Maternal high-fat diet prevents developmental programming by early-life stress
Transl Psychiatry. 2016-11-01; 6(11): e966-e966
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Rincel M(1)(2), Lépinay AL(1)(2), Delage P(1)(2), Fioramonti J(3), Théodorou VS(3), Layé S(1)(2), Darnaudéry M(1)(2).
(1)INRA, Nutrition et Neurobiologie Intégrée, UMR1286, Bordeaux, France.
(2)Université de Bordeaux, Nutrition et Neurobiologie Intégrée, UMR1286,
(3)INRA, Toxalim, UMR1331, Toulouse, France.
Anxiety disorders and depression are well-documented in subjects exposed to
adverse childhood events. Recently, maternal obesity and/or maternal consumption
of high-fat diets (HFD) have been also proposed as risk factors for offspring
mental health. Here using an animal model in rats, we explored the combinatorial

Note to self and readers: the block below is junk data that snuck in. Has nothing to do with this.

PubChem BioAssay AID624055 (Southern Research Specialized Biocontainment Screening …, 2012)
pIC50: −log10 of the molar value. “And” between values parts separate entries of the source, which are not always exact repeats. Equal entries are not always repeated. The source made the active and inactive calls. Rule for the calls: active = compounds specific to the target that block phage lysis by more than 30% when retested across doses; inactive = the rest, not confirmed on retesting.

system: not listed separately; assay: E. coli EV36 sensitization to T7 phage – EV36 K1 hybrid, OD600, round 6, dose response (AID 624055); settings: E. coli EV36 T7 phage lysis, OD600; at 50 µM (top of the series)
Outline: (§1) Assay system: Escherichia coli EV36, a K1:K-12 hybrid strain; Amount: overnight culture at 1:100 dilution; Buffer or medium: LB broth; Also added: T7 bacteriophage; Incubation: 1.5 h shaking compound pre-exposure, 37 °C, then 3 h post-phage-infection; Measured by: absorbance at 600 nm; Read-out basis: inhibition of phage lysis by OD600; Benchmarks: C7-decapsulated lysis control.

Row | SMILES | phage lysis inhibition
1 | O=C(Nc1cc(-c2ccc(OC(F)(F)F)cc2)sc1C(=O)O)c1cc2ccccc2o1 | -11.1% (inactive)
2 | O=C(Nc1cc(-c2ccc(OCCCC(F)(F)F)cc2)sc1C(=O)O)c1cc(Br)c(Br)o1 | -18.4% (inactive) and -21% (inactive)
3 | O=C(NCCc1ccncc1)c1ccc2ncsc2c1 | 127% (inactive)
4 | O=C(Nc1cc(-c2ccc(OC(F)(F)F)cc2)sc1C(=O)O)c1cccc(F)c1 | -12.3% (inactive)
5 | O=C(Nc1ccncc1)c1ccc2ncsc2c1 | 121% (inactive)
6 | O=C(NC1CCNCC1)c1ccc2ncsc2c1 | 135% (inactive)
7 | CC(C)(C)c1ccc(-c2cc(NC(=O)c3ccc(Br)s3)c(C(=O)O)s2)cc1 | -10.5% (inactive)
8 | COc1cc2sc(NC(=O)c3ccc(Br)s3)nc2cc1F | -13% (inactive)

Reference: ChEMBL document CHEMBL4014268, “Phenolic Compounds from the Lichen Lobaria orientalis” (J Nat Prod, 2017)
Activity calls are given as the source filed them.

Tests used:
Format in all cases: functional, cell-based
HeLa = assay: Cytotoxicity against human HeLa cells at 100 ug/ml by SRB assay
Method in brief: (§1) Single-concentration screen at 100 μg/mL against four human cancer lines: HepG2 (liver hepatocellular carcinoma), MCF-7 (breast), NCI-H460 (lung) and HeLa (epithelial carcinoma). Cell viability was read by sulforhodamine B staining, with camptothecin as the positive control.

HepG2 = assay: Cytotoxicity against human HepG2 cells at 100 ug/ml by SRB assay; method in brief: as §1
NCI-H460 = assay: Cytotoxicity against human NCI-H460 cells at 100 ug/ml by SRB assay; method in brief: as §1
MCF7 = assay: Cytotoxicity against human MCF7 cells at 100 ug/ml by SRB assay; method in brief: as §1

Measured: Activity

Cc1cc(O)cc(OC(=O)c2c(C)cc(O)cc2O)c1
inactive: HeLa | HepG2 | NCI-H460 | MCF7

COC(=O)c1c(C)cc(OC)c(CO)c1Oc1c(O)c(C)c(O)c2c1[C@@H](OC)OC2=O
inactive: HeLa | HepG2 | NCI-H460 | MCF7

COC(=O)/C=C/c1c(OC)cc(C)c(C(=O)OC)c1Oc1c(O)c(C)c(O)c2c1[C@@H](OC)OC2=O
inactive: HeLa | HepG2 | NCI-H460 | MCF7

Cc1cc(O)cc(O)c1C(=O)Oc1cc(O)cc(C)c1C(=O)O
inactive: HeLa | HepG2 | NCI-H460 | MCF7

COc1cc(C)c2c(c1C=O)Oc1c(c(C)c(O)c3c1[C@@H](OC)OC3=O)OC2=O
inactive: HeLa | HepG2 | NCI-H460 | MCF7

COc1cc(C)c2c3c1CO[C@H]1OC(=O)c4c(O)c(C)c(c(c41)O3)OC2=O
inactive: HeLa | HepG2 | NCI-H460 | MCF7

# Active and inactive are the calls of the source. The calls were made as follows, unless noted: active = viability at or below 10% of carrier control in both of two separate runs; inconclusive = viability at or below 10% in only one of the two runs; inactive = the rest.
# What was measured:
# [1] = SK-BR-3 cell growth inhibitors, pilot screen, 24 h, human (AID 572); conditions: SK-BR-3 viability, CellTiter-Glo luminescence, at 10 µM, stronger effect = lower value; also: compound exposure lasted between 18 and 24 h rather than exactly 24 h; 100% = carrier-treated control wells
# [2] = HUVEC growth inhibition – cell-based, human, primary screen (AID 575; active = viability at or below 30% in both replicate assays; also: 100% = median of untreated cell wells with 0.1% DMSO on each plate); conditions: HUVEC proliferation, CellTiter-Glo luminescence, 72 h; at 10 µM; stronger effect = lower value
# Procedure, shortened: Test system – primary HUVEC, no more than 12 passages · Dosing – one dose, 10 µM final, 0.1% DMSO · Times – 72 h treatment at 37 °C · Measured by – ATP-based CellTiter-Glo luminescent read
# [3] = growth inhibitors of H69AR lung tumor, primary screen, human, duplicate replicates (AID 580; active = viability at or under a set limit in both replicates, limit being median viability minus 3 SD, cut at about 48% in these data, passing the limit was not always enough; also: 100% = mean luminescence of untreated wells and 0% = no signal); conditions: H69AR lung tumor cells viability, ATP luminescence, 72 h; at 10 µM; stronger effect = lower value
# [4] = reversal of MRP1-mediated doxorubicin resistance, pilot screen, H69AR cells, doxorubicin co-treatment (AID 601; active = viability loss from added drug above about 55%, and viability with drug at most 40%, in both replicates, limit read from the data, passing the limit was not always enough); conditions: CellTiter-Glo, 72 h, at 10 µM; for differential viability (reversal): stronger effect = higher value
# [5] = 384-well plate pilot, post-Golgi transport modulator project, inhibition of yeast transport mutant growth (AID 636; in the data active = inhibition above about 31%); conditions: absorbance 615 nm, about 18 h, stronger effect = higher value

effects of a maternal HFD (40% of energy from fat without impact on maternal
weight; during gestation and lactation) and maternal separation (MS) in
offspring. In the prefrontal cortex (PFC) of pups, MS led to changes in the
expression of several genes such as Bdnf (brain derived neurotrophic factor),
5HT-r1a (serotonin receptor 1a) and Rest4 (neuron-restrictive silencer element,
repressor element 1, silencing transcription factor (Rest), splicing variant 4).
Surprisingly, perinatal HFD strongly attenuated the developmental alterations
induced by MS. Furthermore, maternal HFD totally prevented the endophenotypes
(anxiety, spatial memory, social behavior, hypothalamic-pituitary-adrenal (HPA)
axis response to stress, hippocampal neurogenesis and visceral pain) associated
with MS at adulthood. Finally, we also demonstrated that HFD intake reduced
anxiety and enhanced maternal care in stressed dams. Overall, our data suggest
that a HFD restricted to gestation and lactation, which did not lead to
overweight in dams, had limited effects in unstressed offspring, highlighting the
role of maternal obesity, rather than fat exposure per se, on brain vulnerability
PMID: 27898075 [Indexed for MEDLINE]